DP18013 Maternal Mortality and Women's Political Voice: Historical Evidence from the U.S.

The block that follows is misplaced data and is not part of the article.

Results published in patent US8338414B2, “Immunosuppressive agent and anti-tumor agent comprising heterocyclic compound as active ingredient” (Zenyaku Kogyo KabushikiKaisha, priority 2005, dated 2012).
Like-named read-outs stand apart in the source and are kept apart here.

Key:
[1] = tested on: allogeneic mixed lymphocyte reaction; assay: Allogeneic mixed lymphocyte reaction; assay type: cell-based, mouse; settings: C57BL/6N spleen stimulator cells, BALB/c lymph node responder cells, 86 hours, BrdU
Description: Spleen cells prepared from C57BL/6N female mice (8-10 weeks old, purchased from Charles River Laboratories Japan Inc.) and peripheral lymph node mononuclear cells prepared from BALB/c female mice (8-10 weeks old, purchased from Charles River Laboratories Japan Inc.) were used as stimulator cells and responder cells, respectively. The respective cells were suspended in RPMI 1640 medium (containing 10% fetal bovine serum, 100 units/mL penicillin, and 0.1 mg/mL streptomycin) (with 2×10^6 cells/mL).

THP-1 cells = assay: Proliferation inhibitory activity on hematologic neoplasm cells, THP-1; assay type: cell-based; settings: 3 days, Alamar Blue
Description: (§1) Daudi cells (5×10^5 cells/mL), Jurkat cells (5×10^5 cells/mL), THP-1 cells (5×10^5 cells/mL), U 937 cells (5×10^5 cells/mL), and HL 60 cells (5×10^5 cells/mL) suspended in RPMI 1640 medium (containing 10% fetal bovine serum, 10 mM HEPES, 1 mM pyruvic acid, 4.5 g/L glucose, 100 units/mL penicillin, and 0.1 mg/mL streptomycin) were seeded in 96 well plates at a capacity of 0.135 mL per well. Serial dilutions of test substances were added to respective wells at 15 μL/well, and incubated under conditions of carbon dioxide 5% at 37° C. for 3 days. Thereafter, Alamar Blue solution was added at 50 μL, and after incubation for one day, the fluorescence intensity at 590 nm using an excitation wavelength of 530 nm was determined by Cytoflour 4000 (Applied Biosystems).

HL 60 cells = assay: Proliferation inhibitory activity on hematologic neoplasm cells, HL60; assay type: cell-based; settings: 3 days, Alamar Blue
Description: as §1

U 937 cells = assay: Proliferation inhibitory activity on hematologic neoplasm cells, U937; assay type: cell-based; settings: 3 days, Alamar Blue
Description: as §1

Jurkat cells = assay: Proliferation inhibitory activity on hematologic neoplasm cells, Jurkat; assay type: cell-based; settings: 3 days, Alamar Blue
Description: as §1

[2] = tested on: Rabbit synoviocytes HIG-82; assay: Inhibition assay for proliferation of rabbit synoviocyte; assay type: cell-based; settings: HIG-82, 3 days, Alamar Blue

We show that large declines in maternal mortality can be achieved by raising women’s political voice. Using an event study approach, we show that the arrival of first antibiotics (sulfa drugs) in the U.S. in 1937, which were effective in treating peripartum bacterial infections, led to larger reductions in maternal mortality in states that extended suffrage to women prior to the 19th Constitutional Amendment of 1920, a national mandate that extended the franchise to all women. These findings suggest important complementarities between women's voice in politics and health-improving technologies. In terms of mechanisms, we argue that earlier suffrage and the longer history of women's political participation arising from it may have laid the groundwork for greater acceptability and quicker uptake of technologies that improved women's health. We also show that earlier suffrage led to a higher likelihood of women holding Senate seats, consistent with a channel where suffrage shaped policymaking through women leaders.